Training Lair is a gimmicky Xbox Kinect game that was based on the 2014 live action film. The game was made with Pizza Hut's backing and features hundreds of Pizza Hut boxes littered throughout the game. The game itself plays like the wildly popular game Fruit Ninja or, at least, the game is supposed to play like Fruit Ninja. As a Kinect game, the motion controls were unresponsive and frustrating.
The game promises that the player will feel like one of the Turtles but does little to keep that promise. Playing the game does not feel like wielding a katana or nunchucks. It's all just flailing your arms wildly and hoping the game will recognize you have hit the targets on the screen. The only reason this is not the worst TMNT game is because it was free to download.
Out of the Shadows was marred with terrible graphics, uninspired voice acting, and muddled controls. The game took on a darker tone with levels cloaked in shadows and obviously tried to capitalize on the success of the Batman: Arkham video games by including stealth elements like silent takedowns. Also, like the Arkham games is Out of the Shadows' combo inspired combat.
Turtles in Time Re-Shelled is by far the worst TMNT game because of how much it squandered the legacy of one of the all-time greatest games ever made. The idea of Re-Shelled was a slam dunk: to remaster the original Turtles in Time game for a modern video game console with updated graphics. The problem is that everything about this game falls flat.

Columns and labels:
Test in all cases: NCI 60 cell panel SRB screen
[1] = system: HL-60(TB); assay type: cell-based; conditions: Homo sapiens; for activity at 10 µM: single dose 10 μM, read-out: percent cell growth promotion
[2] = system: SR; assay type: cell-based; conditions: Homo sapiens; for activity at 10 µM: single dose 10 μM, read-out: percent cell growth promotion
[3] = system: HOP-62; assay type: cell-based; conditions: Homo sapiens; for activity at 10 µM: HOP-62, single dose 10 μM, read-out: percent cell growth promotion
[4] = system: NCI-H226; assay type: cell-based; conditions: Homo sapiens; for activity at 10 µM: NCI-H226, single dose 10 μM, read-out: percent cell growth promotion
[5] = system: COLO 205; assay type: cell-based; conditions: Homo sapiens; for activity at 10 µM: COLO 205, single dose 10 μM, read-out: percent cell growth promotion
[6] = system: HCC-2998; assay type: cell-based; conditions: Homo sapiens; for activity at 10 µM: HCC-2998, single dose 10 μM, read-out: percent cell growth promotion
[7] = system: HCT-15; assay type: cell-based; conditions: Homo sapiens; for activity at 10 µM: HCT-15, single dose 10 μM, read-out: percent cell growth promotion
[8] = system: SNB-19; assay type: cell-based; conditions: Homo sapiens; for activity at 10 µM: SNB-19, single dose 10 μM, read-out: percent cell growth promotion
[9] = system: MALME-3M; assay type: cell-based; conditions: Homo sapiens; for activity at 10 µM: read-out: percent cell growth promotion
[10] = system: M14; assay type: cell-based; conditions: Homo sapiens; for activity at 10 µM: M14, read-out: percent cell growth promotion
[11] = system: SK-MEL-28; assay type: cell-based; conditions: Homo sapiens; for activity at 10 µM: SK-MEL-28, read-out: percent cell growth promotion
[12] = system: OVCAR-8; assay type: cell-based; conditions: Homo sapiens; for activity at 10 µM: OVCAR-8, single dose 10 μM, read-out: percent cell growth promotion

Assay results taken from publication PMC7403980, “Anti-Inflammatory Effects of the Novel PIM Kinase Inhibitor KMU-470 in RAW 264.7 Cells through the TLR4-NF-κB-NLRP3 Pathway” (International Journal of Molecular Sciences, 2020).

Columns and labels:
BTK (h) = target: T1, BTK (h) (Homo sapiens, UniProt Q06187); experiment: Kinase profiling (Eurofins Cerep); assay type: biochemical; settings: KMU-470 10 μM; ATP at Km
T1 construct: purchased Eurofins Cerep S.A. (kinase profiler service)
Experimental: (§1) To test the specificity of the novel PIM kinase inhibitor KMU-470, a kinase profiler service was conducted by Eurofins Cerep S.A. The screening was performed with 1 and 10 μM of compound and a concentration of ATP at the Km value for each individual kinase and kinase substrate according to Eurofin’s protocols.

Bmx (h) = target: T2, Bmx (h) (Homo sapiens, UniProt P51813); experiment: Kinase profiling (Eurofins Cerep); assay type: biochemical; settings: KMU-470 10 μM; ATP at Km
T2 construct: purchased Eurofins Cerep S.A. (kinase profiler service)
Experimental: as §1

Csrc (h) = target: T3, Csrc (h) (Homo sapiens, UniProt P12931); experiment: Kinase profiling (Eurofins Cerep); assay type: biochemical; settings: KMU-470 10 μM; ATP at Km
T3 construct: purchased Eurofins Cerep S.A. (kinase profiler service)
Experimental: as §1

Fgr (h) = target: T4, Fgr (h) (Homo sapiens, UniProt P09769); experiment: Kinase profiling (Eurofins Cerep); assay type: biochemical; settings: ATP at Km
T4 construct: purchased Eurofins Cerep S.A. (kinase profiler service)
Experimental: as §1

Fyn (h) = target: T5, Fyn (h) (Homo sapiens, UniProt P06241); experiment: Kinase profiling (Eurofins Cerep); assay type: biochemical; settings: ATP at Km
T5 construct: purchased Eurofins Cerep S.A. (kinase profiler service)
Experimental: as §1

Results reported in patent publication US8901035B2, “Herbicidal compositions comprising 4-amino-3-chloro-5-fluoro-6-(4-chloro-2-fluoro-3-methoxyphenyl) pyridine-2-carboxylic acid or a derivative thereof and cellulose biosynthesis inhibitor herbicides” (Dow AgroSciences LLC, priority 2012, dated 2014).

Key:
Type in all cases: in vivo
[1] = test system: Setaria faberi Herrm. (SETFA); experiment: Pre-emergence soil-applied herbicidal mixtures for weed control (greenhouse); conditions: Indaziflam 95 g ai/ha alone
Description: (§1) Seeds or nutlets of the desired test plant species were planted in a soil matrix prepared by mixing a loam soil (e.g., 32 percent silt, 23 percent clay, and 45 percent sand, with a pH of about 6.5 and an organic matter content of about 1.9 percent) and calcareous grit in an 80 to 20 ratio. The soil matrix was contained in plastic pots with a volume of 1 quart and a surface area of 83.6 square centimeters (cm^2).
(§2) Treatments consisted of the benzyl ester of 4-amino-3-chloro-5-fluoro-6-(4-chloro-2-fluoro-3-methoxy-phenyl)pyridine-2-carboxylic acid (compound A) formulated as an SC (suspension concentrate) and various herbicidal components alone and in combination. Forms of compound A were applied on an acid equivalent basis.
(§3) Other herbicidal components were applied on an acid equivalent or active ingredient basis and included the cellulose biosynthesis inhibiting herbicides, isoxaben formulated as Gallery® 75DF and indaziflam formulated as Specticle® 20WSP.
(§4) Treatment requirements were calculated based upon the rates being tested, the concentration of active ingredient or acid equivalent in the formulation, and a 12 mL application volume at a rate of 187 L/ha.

This game was confusingly marketed as an adaptation of the 2012 Nickelodeon show but didn't look anything like it. Instead of a fun cartoon aesthetic, the Turtles looked more “realistic” and creepier. The cutscenes were lazily produced faux comic book stills that were not animated in any way. These cutscenes don't even feature speech balloons, making it a little hard to determine which Turtle is talking.
This game is infamous for its difficulty. It's a cruel joke that one of the best games available, for a time, to children in the '80s was this impossible game on the NES. Many gamers and TMNT fans will still shudder when remembering the underwater level with the electric grass. Even today it takes a skilled player immeasurable patience to get through that underwater ordeal.
This game was curiously only single player and forced the player to alternate between Turtles. Unfortunately, only two of the four Turtles were viable options. Leonardo and Donatello were the main characters to use while navigating the game, while Michelangelo and Raphael were just cannon fodder. The only redeeming value to this game is that it was such a massive success it led to other, better TMNT video games.
Mutant Melee is a party style TMNT game. It's sort of positioned between Super Smash Bros., Mario Party, and the oft-forgotten Dreamcast classic Power Stone. Players can control one of the four Turtles or one of twelve other characters to do battle against each other in different game modes. It's this radical departure from other TMNT games that makes Mutant Melee such a compelling game to play.
Even though the game isn't completely perfect the chances that were taken to make this party-style game fun and unique to play must be applauded. The graphics and controls might have been a little on the poor side, but that can be forgiven because the game is full of frenetic and fast-paced gameplay for up to four players.